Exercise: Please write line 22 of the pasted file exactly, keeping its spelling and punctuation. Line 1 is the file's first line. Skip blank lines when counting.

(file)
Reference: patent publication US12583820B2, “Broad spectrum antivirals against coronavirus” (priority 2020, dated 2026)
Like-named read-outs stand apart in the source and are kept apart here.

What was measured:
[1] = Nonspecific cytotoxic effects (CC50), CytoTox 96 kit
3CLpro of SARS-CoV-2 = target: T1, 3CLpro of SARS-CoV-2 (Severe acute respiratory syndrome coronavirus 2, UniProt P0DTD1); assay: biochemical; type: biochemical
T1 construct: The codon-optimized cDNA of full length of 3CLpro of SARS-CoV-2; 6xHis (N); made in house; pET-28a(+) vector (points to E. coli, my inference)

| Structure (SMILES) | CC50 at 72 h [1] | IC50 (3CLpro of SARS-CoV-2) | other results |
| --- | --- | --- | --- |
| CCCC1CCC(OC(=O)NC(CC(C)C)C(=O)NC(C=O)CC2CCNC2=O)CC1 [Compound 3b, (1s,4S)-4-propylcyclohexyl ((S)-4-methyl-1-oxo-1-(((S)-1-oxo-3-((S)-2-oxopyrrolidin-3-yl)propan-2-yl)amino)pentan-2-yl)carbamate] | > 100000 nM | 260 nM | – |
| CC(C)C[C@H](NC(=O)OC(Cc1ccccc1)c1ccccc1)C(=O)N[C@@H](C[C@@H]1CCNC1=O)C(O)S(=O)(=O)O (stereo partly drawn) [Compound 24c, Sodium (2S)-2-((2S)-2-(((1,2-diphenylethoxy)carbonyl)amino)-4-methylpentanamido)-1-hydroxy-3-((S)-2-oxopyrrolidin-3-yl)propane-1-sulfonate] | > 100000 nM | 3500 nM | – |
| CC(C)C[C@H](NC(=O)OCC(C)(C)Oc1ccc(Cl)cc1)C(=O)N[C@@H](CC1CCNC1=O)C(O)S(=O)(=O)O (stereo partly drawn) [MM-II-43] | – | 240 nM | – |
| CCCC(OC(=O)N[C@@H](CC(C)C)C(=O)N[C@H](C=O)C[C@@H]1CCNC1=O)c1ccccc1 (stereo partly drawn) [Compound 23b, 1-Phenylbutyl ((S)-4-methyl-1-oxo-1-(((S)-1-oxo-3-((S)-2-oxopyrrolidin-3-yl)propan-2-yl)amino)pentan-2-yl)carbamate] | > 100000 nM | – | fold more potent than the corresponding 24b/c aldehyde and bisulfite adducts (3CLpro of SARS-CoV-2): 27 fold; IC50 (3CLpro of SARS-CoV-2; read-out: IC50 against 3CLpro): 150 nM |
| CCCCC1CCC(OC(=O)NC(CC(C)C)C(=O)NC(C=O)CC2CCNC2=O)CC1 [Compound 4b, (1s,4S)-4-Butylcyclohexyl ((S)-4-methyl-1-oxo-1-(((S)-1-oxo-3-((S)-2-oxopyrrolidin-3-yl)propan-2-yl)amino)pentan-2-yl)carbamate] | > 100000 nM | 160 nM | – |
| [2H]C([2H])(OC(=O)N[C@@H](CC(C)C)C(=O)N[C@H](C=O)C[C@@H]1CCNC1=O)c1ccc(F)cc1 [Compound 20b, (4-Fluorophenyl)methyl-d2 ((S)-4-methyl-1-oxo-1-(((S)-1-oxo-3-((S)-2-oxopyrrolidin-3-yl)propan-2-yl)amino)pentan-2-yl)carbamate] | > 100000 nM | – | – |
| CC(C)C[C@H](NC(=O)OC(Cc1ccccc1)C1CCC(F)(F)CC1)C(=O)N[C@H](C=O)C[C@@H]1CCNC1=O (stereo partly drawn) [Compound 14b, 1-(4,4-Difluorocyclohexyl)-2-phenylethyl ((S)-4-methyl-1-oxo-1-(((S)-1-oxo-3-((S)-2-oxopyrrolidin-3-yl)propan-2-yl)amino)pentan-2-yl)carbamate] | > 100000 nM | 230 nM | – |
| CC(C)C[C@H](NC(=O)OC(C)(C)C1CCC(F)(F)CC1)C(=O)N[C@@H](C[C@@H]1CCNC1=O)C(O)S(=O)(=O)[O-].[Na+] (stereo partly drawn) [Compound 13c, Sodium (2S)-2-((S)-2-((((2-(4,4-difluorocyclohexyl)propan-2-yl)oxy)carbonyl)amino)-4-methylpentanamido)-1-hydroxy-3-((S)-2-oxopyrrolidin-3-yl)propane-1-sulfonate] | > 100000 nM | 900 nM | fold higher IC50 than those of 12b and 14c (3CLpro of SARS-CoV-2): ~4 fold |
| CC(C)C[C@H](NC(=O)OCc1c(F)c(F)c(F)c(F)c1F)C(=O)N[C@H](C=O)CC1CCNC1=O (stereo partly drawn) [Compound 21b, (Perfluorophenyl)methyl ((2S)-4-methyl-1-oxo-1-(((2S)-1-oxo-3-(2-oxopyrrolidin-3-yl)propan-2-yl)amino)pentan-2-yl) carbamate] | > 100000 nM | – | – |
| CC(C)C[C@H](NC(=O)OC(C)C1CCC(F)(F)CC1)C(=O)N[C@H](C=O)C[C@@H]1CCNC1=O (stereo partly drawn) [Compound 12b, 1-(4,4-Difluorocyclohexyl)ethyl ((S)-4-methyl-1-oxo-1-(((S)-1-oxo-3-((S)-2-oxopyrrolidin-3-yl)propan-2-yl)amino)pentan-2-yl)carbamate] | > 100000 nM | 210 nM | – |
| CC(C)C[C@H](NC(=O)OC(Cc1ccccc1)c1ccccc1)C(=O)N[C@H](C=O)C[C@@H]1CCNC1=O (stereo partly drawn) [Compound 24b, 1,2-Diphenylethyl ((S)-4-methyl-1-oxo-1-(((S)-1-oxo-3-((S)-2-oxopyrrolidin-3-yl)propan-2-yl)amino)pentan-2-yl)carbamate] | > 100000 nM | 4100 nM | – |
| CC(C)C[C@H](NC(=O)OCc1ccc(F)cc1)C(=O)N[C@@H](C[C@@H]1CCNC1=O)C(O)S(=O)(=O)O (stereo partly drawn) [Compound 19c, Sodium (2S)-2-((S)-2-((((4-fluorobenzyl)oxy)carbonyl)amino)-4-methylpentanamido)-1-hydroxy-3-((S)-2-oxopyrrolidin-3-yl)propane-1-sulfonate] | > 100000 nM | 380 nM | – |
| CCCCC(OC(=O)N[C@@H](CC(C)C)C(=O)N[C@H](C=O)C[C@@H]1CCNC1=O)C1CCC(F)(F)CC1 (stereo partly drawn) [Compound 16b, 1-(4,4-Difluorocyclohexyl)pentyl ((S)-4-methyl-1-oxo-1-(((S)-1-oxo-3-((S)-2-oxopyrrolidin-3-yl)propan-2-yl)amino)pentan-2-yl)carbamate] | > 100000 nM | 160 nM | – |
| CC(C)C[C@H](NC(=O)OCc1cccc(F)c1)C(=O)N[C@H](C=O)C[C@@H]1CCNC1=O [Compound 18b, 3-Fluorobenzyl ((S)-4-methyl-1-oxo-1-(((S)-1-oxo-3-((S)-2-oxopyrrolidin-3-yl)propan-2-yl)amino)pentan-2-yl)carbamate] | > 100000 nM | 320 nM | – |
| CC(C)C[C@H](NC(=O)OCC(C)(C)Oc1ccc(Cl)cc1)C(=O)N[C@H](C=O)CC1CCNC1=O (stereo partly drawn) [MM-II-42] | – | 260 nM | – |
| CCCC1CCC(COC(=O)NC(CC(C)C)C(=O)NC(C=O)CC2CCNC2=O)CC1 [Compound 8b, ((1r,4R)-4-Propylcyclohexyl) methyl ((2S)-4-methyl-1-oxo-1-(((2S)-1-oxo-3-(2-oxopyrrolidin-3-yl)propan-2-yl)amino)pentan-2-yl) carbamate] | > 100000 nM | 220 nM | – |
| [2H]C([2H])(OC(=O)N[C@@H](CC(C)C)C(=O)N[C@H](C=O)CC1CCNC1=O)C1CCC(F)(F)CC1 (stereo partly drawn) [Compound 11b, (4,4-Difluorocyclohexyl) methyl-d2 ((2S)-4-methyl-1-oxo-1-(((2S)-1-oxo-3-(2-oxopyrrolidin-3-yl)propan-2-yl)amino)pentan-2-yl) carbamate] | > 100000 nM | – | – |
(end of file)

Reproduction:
| CC(C)C[C@H](NC(=O)OCc1cccc(F)c1)C(=O)N[C@H](C=O)C[C@@H]1CCNC1=O [Compound 18b, 3-Fluorobenzyl ((S)-4-methyl-1-oxo-1-(((S)-1-oxo-3-((S)-2-oxopyrrolidin-3-yl)propan-2-yl)amino)pentan-2-yl)carbamate] | > 100000 nM | 320 nM | – |